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Slip and Fall Accident at a Grocery Store. Who’s Liable?

Most grocery stores are operated by owners and workers who take pride in their cleanliness and safety. They know that revenue is generated when customers trust their surroundings enough to shop there. Sometimes, of course, accidents happen. A customer may drop a jar of spaghetti sauce, or an errant grape may be trodden into a slippery mush on the floor.

It is the responsibility of the store’s employees to take care of these issues, and usually, they do; you may have noticed warning cones in the areas of spills or heard store managers asking for a “Cleanup on aisle 6!” Unfortunately, sometimes store owners or managers are not as proactive as they should be: accidents happen as the result of someone’s negligence or carelessness. These slips and falls inside or on the exterior of grocery stores can change innocent shoppers’ lives in an instant. And many of these accidents are preventable.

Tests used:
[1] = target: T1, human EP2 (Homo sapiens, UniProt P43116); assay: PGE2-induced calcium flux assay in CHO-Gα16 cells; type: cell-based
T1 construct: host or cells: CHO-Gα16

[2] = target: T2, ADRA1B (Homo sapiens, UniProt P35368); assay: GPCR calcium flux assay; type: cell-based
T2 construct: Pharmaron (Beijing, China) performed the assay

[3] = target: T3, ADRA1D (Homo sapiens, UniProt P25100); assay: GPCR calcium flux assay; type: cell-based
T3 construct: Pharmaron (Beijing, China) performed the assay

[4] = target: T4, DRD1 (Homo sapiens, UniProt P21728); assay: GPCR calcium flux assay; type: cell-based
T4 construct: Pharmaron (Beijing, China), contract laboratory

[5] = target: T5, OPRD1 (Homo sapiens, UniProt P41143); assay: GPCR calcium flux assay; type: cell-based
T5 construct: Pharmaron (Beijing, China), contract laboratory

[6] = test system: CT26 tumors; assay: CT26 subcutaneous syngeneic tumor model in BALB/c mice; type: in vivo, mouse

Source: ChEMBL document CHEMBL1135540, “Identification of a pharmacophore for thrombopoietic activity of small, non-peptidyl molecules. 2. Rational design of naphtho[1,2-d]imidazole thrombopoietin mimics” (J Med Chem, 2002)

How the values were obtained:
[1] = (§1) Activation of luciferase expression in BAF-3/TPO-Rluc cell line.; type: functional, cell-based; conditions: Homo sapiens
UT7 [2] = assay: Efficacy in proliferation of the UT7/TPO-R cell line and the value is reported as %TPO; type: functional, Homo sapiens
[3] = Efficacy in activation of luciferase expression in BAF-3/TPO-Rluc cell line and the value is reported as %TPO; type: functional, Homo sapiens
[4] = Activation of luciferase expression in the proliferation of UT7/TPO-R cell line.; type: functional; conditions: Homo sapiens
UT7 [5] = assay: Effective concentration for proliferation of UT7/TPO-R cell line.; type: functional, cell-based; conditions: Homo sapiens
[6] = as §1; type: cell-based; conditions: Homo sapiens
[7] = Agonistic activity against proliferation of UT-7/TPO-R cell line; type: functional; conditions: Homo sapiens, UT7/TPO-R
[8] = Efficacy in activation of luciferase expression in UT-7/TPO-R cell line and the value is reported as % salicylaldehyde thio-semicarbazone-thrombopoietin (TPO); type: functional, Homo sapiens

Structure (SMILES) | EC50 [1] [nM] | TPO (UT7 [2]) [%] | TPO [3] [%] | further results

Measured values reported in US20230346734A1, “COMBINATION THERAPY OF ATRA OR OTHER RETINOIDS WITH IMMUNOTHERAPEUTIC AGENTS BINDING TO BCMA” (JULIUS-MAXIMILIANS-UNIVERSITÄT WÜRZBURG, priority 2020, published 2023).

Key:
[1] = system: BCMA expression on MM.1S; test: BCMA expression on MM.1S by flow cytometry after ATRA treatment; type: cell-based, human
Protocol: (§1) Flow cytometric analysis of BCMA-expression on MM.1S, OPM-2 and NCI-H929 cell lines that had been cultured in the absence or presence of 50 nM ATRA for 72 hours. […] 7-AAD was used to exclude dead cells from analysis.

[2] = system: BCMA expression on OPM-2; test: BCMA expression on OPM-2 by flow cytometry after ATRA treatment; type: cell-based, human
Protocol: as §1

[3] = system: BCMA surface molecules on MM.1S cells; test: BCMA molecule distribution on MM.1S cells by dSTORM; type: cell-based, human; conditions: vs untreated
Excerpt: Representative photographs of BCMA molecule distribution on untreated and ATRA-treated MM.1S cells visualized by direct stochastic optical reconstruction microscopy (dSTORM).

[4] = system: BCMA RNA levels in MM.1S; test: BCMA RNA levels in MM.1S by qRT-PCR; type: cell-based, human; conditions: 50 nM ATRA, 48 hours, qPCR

A few statistics:

  • 62-71 million people visit a grocery store each week in the United States.
  • The primary grocery shopper in U.S. households made an average of 1.6 shopping trips per week in 2019.
  • Kentucky has  1,734,618 households.
  • There are 368 large grocery stores in Kentucky, and many other establishments (of all sizes) that could be classified as grocery stores.
  • There are 284 employees of large grocery stores in Nelson County plus countless others who work at smaller stores that sell food items.
  • More than 8 million injuries that occur in the United States every year are caused by slip-and-fall accidents. In fact, they’re the #1 cause of expensive emergency room visits and the #1 cause of traumatic brain injuries.

Considering all of these permutations, it stands to reason that there are countless opportunities each day for grocery shoppers to trip or to slip and fall. And sadly, there is a possibility that some of those people will be badly injured.

Premise Liability Law in Kentucky

If you are injured in a store’s property (this includes the parking lot and entranceway as well as the interior of the store), you could sue under Kentucky’s premise liability law. The store owner would be considered negligent if the following conditions can be proven:

  • The store owner owes a duty to protect you by maintaining a reasonably safe environment.